Understanding If You Can Afford A Franchise

Unfortunately, many potential franchise owners begin looking into ownership opportunities with a lack of knowledge regarding what they can actually afford.

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Franchising is a great opportunity for many people who are looking to delve into the world of small business ownership, enjoying the flexibility of being their own boss, but with the backing of a proven business model. However, to ensure that you can take a franchising opportunity and turn it into a successful long- term operation, it is important to have an in depth understanding of the impact owning a business will have upon your financial position. 

Unfortunately many potential franchisees begin looking into ownership opportunities with a lack of knowledge regarding what they can actually afford. This can be for many reasons including a poor understanding of their own financial position, or unrealistic information surrounding what the start-up investment for a franchise business really is. Striving to gain a better understanding of what the initial financial cost will be is vital, and will likely impact the type of franchise you consider purchasing, as well as your ability to access the finance you need to buy it. 

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Understanding The Real Start-Up Cost 

The first step in deciphering what the real start-up cost of your potential franchise business will be is to have an in depth read of the Franchise Disclosure Document provided by the franchisor. This document should outline everything you need to know about the business, including franchise fees, real estate costs, equipment expenses, inventory requirements and any necessary insurance. As well as outlining all of the major initial expenses, this document should give an indication as to ongoing fees or royalties to be paid to the franchisor, which is an important consideration for long- term sustainability.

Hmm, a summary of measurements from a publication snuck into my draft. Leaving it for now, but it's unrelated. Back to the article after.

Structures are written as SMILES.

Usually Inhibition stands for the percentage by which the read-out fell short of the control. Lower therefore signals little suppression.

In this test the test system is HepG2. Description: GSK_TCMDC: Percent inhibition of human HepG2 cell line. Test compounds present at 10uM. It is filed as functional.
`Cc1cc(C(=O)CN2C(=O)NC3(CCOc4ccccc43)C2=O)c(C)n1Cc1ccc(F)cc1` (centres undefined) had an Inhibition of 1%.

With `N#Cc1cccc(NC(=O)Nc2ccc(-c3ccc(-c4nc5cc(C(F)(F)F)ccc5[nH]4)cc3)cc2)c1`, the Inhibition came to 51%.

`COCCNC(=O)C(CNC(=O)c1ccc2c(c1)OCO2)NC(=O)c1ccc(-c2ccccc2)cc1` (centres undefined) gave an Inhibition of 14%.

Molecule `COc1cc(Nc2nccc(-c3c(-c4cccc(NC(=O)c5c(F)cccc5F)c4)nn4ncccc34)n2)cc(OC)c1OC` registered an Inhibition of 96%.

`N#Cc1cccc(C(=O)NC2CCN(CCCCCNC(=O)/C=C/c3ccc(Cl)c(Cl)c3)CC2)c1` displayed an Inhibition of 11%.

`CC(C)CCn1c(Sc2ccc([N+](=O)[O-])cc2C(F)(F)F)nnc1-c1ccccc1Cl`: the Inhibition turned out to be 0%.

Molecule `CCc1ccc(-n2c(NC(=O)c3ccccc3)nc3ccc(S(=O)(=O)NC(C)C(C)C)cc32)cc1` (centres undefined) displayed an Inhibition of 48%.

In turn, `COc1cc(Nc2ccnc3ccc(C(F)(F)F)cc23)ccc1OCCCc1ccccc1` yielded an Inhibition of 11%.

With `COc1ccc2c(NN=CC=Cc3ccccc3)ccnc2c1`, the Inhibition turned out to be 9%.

While the Franchise Disclosure Document will outlay all of the obvious costs, the expenses to the business owner do not stop there. It is the forgotten ‘extra’ costs that can often land new franchisees in hot water. Setting up a business is a process, and throughout that process many additional costs and fees can really add up. Expenses such as legal and accountant fees, stamp duty, finance application fees and most importantly working capital can often be overlooked. 

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Understanding Your Financial Position 

Now that you have a better idea of the dollar figure your franchise is going to cost you, it is time to take a look at your own financial position. It is important that the money you contribute to the purchase of a franchise is an amount you can realistically afford.

If you’re not quite sure how much flexibility you have in your finances, enlisting the help of an accountant or business advisor can help provide some much needed insight. Investing all of your savings, or taking out a loan for more than you can repay, will put you and your franchise in a precarious financial position. Most franchisees find that striking a good balance between utilising outside finance and investing their own savings sets them up for success.

Understanding Your Loan Options